The present study deals with (i) synthesis of TiO2 nanoparticles by PLAL, (ii) characterization of TiO2 nanoparticles, and (iii) application and verification of SAXS for size and size distribution analysis of TiO2 nanoparticles.

Methods

For carrying out the pulsed laser ablation test, the experimental setup (schematic shown in Fig. 1) consisted of a nanosecond 85W fiber laser (1062 nm, pulse length 500 ns, 25 kHz), titanium target, test vessel, and a computer-controlled XY scanner connected to the laser to scan it on a predetermined area on the target. The target, immersed in deionized water (DIW), was irradiated with this laser from the top, perpendicular to the plane of the target. The laser beam was focused on the target using a lens having focal length 160 mm. The maximum laser fluence possible with this laser was 58.92 J/cm2. As the spot diameter of the laser varied with the laser power, the measured laser fluences of the laser also varied from 34.65 J/cm2 at 20 % laser power (LP) to 58.92 J/cm2 at 40 % LP and to 43.22 J/cm2 at 50 % LP. The ablation threshold fluence for titanium was reported to be ~4.5 J/cm2 with an Nd:YAG laser (1064 nm, pulse length 4.5 ns, 10 kHz) [18].
Fig. 1
Fig. 1

Schematic for pulsed laser ablation in liquid

Materials and Synthesis

Titanium (99.99 % pure), obtained from Goodfellow Cambridge Limited, in the form of foil of thickness 3.2 mm, length 50 mm, and width 50 mm was cut into several smaller targets by using Struers Accutom-50 precision cutter. All these targets were identical in size, 15 mm × 15 mm, and ablated area on target surface was 8 mm × 8 mm for each target in ablation experiments. For the experiments, only DIW was used and no chemicals were used for the nanoparticle synthesis. Small LDPE bottles, ordered from VWR International Limited, were used for storing the synthesized nanoparticle suspensions. The ultrasonically cleaned target was fixed inside the test vessel at its base and then filled with DIW such that the thickness of the water film above the target was 5 mm. For each ablation experiment, the scanning area or ablated area was 8 mm × 8 mm and the scanning speed was 2000 mm/s. The scanning parameters were the same for each target in all ablation experiments. The direction of scanning was top to bottom followed by right to left which was repeated loop by loop of the scanning cycles. Each scanning loop was 2.566 s long. The number of loops was 720 corresponding to an ablation test of 30-min duration. This high value of scanning speed was chosen in order to have the least number of laser pulses coincident at a point.

Characterization of Synthesized Particles

TEM imaging was performed with a Jeol JEM-2010 microscope. For imaging the nanoparticles, the acceleration voltage for TEM was 200 kV in each case. The TEM samples were prepared from freshly ablated suspensions so that there is least agglomeration. Nanoparticle dispersions were dropped on copper grids with a holey carbon film. From the same samples, electron diffraction patterns were also obtained. These techniques were used to characterize the shape, size, and crystallinity of nanoparticles. X-ray diffraction and X-ray scattering measurements were performed on a Panalytical Empyrean Multipurpose Diffractometer with anode material copper. It used Cu Kα radiation (wavelength 0.15418 nm) powered by X-ray generator at 45 kV and 40 mA and a solid-state pixel detector, PIXcel3D, which measured the scattered intensities as a function of scattering angle (2θ). For X-ray diffraction (XRD) measurements, the scan range was 20.00°-80.95° with a 0.05° step size. It used a soller slit with 0.04 radian opening. For SAXS measurements, the scan range was from −0.12° to 5.01° with a 0.01° step size and it utilized a parallel beam X-ray mirror for Cu radiation. SAXS was performed on nanoparticle suspensions while for XRD measurements, the nanoparticle suspensions were dried to obtain nanoparticle powder. For SAXS sample, equal volume of each suspension was enclosed between two Mylar foils (which were X-ray transparent) and finally placed between the respective circular transmission holders for each SAXS sample. DIW enclosed between two Mylar foils was used as the background sample. The phase identification of the peaks in the XRD pattern was done with Panalytical HighScore Plus software (version 3.0.5).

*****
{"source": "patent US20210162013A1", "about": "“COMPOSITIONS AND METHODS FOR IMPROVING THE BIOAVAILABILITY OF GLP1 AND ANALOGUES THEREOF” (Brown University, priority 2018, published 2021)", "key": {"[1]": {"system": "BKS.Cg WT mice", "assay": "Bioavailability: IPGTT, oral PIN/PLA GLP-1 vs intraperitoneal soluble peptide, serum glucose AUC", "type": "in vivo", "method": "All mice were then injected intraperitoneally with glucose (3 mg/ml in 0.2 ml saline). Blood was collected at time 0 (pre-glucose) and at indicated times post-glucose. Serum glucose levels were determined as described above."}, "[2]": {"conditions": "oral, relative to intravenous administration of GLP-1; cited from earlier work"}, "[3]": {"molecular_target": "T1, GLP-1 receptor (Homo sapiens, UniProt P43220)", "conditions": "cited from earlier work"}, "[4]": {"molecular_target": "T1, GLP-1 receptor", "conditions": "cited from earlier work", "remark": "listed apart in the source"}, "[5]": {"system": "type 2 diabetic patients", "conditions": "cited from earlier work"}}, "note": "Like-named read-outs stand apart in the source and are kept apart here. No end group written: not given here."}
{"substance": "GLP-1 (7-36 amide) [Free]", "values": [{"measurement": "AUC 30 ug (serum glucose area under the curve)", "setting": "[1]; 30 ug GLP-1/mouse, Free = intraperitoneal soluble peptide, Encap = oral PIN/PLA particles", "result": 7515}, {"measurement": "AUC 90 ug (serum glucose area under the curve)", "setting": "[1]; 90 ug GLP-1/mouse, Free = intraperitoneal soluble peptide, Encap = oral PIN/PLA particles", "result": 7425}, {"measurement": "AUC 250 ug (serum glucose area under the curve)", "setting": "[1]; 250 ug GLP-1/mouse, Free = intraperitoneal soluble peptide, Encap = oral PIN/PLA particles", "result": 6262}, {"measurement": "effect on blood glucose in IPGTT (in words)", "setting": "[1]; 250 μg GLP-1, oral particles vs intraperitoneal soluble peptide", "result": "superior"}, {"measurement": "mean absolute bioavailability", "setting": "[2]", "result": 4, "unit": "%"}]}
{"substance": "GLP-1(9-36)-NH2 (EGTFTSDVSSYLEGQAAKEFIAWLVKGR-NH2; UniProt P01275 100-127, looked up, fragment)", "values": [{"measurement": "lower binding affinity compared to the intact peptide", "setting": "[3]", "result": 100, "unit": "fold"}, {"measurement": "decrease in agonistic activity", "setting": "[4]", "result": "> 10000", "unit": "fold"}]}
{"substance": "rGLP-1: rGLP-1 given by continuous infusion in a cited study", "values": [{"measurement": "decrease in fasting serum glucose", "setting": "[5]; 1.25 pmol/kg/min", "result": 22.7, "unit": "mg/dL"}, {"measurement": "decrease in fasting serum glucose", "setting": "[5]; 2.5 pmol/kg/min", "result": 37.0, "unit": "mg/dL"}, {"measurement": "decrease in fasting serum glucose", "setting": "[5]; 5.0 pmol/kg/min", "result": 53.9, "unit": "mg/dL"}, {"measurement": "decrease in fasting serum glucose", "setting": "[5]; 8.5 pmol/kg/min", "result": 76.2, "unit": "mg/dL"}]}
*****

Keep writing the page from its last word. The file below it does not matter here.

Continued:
Measurement of Nanoparticle Size and Size Distribution

The nanoparticle sizes were measured by SAXS and compared with the nanoparticle size measurements from TEM image analysis done manually. With SAXS measurement, we obtained the mean particle size, most frequent particle size, and the size distribution of particles by volume. The experimental data from SAXS was analyzed by Panalytical’s EasySAXS software (version 2.0a) to obtain the volume-weighted particle size distribution, Dv, by indirect Fourier transform method. With this method, the result from EasySAXS is a plot between particle size and distribution volume ratio, i.e., Dv(R), showing size distribution of nanoparticles by volume. In the second method used, the diameters of 100 nanoparticles were measured from TEM images. This method was time-consuming. After measuring the diameters, the data was represented in the form of a histogram in order to analyze the size distribution. Mean diameter of the nanoparticle was calculated from 100 measured diameters. Finally, in order to observe the pattern and compare both the measuring techniques, the histogram from TEM image analysis was plotted along with size distribution curve obtained from SAXS measurement. The samples for SAXS were prepared several hours after ablation while TEM samples were prepared from freshly ablated suspensions. In order to know the crystallite size, peak analysis was performed on the peaks in the XRD pattern by using Panalytical HighScore Plus software (version 3.0.5) which uses line profile analysis algorithm based on the Scherrer equation for determination of crystallite size.